The sight of horses in places where horses are not normally seen can cause great excitement:
“Look, Mommy! A horse!”
“I see him honey. But I’m not sure he belongs in the mall. I think he’s lost.”
“Well sweetie, he’s taking the escalator to the second floor. That’s the automotive department.”
“Can I have one, Mommy?”
While everyone knows that horses belong in the country, there are exceptions. Take parades, for example. Or romantic open-carriage rides. City police departments occasionally have an equestrian unit. What could be more proper and legal than an officer of the law on a horse?
Another way horses are found in urban areas is by virtue of the grandfathered farm. While grandfathered status allows people to keep horses on their property, they’re still obliged to follow all other local ordinances. This often leaves little or no place to ride. Those who refuse to accept this inconvenience are called Urban Riders.
The Political Process
The most notorious Urban Riders I’ve ever known were two of my daughter’s friends, Anna and Andrea. For this pair, the city offered a multitude of trail-riding opportunities. They reasoned that unless it was specifically posted that horses weren’t allowed in an area, it was okay to ride. This kind of logic requires not only a scofflaw attitude, but also a rigorous rejection of common sense. That wasn’t a problem.
When violating local ordinances, it helps to have a cover of legitimacy. For Anna and Andrea, this meant parading around with a pair of stolen campaign yard signs, property of the reelection campaign for the local prosecutor. While illegal and ironic, using the signs made their activities appear legitimate. Yes, horses don’t belong crossing the busiest intersection in town, but to all appearances these girls were part of the prosecutor’s reelection effort.
One young police officer wasn’t fooled. He calmly explained to the delinquents that they had to take their horses elsewhere. The girls, covering their crime with a falsehood, feigned ignorance: “Sorry, officer, we didn’t know. It won’t happen again!” The cop let them go.
A few days later, the girls displayed the same boldness, but no imagination, and pulled the same trick. Since they already had the yard signs, they’d be breaking fewer laws this time. This was progress.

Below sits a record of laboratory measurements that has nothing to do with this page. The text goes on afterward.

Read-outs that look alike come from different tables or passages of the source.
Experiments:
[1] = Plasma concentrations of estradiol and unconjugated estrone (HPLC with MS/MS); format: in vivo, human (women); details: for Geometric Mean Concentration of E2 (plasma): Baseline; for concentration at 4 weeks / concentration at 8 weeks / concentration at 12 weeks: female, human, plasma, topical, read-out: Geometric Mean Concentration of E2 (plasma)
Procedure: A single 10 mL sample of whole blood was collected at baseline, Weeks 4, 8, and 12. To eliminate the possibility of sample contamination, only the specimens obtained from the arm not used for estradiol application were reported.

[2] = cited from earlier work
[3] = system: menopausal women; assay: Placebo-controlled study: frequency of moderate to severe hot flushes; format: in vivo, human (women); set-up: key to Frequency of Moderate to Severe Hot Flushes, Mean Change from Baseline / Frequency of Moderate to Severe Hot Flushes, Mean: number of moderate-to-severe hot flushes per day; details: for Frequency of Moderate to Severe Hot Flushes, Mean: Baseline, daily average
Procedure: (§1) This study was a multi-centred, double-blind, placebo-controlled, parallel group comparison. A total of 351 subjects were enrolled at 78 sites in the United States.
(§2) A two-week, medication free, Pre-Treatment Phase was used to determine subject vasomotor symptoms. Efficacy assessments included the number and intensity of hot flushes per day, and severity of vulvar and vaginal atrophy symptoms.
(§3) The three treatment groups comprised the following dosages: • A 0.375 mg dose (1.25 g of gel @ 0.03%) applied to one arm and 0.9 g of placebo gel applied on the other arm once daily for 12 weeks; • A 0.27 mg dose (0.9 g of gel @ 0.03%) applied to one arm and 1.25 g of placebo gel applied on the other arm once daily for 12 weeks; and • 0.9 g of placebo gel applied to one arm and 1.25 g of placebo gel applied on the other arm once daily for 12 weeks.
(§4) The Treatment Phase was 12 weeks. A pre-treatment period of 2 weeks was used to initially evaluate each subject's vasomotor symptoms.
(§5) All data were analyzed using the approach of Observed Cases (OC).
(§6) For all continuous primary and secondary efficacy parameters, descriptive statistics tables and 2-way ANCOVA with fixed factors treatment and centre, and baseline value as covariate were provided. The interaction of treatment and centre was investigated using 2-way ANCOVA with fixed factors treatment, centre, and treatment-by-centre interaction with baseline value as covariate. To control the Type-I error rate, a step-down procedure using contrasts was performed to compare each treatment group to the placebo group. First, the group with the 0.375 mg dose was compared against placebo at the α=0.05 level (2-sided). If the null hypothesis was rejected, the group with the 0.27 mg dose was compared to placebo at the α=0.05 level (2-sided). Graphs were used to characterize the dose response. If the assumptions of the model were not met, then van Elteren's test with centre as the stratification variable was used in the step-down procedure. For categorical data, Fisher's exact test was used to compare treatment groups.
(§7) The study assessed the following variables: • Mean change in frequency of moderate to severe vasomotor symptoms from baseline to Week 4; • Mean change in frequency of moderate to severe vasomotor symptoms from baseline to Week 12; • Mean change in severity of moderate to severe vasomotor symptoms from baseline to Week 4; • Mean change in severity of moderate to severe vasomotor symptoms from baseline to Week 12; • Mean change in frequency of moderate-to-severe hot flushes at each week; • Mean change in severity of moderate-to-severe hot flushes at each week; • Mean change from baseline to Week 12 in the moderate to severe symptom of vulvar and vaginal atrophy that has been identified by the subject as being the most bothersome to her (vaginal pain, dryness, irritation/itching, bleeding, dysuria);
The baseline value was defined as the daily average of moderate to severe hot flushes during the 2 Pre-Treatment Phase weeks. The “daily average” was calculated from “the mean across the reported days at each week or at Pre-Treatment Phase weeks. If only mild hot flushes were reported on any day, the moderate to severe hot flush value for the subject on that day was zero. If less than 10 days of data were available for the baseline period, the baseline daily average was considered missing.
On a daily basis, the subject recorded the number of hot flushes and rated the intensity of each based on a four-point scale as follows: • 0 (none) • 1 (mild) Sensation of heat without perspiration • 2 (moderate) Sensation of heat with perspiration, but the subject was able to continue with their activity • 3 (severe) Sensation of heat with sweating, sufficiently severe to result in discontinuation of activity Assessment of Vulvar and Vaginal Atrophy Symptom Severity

They went to the same corner, waved the same signs, and the same officer approached them. Again he told the girls they couldn’t be there. Again, the girls told the cop they “didn’t know.” And again, the cop let them go. It was as though the first incident never took place.
Unless the cop had been chasing horses away from the intersection all week, it’s doubtful he didn’t remember this pair. More likely, he was thinking ahead and understood something about the logistical nightmare of arresting riders on horseback. A car he could impound. But what the hell was he supposed to do with horses?
This was a bright young officer. Perhaps one day he will run for prosecutor himself. He’ll probably use horses in his campaign.
Time to Eat
Out on the urban trail, riders get hungry. One big advantage Urban Riders have over normal trail riders is access to plenty of fast-food places. Managing to find a great meal in the city while on horseback isn’t as difficult as it sounds – all you have to do is use the drive-up window.
Warning: Just because you’re riding a horse doesn’t mean you always get to go first. People in cars would just as soon run you over rather than wait an extra 60 seconds. Urban Riders have to stand in line like everybody else.
As veteran Urban Riders, Anna and Andrea knew they had to wait their turn. They could hear the customer in front of them place his order: “I’d like a double cheeseburger, large fries – there are horses behind me – and a root beer.”
“Would you like that super-sized, sir?”
The girls probably would’ve got away with this stunt had Andrea’s horse not pooped in line. That couldn’t have been good for business. And, as this sort of thing often does, it drew the attention of the evening manager. The evening manager threatened to call the police if the girls didn’t clean up the mess and leave immediately. I’m not sure how they could’ve physically done both.
In any case, the thought of explaining this to the young cop made the girls laugh. This made the manager even angrier, and he snarled something about prosecuting the pair. It took all they had just to stay in their saddles. But they were able to clean up the mess anyway.
On their next visit (horseless) to the fast-food place, the girls noticed a “No Horses” sign posted on the drive-up menu. I’m sure most customers had always assumed this was the case. Every sign has a story behind it, and seeing this one gave Anna and Andrea a sense of accomplishment.